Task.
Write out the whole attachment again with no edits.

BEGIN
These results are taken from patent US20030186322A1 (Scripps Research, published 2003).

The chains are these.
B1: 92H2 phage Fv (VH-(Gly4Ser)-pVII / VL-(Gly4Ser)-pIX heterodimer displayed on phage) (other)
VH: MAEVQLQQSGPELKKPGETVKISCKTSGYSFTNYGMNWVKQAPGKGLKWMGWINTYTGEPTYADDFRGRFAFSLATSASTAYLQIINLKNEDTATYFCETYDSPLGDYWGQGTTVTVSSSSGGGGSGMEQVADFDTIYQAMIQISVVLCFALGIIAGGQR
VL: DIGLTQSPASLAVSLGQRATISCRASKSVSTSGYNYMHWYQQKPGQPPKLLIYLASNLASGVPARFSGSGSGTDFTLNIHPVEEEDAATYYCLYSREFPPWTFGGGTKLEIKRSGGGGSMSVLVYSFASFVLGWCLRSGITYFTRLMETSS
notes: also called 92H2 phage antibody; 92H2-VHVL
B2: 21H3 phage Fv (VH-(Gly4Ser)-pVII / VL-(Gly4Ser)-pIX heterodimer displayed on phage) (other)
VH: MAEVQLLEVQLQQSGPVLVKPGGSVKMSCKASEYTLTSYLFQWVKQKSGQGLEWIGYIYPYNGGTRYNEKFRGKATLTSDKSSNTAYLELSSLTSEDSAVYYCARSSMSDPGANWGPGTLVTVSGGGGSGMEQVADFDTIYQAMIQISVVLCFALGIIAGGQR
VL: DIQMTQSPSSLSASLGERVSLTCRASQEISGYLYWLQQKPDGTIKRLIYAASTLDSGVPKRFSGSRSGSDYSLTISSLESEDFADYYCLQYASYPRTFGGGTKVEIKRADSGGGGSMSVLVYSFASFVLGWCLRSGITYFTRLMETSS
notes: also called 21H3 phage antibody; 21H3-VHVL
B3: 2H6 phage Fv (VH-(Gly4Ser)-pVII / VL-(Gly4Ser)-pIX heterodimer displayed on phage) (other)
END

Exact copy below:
These results are taken from patent US20030186322A1 (Scripps Research, published 2003).

The chains are these.
B1: 92H2 phage Fv (VH-(Gly4Ser)-pVII / VL-(Gly4Ser)-pIX heterodimer displayed on phage) (other)
VH: MAEVQLQQSGPELKKPGETVKISCKTSGYSFTNYGMNWVKQAPGKGLKWMGWINTYTGEPTYADDFRGRFAFSLATSASTAYLQIINLKNEDTATYFCETYDSPLGDYWGQGTTVTVSSSSGGGGSGMEQVADFDTIYQAMIQISVVLCFALGIIAGGQR
VL: DIGLTQSPASLAVSLGQRATISCRASKSVSTSGYNYMHWYQQKPGQPPKLLIYLASNLASGVPARFSGSGSGTDFTLNIHPVEEEDAATYYCLYSREFPPWTFGGGTKLEIKRSGGGGSMSVLVYSFASFVLGWCLRSGITYFTRLMETSS
notes: also called 92H2 phage antibody; 92H2-VHVL
B2: 21H3 phage Fv (VH-(Gly4Ser)-pVII / VL-(Gly4Ser)-pIX heterodimer displayed on phage) (other)
VH: MAEVQLLEVQLQQSGPVLVKPGGSVKMSCKASEYTLTSYLFQWVKQKSGQGLEWIGYIYPYNGGTRYNEKFRGKATLTSDKSSNTAYLELSSLTSEDSAVYYCARSSMSDPGANWGPGTLVTVSGGGGSGMEQVADFDTIYQAMIQISVVLCFALGIIAGGQR
VL: DIQMTQSPSSLSASLGERVSLTCRASQEISGYLYWLQQKPDGTIKRLIYAASTLDSGVPKRFSGSRSGSDYSLTISSLESEDFADYYCLQYASYPRTFGGGTKVEIKRADSGGGGSMSVLVYSFASFVLGWCLRSGITYFTRLMETSS
notes: also called 21H3 phage antibody; 21H3-VHVL
B3: 2H6 phage Fv (VH-(Gly4Ser)-pVII / VL-(Gly4Ser)-pIX heterodimer displayed on phage) (other)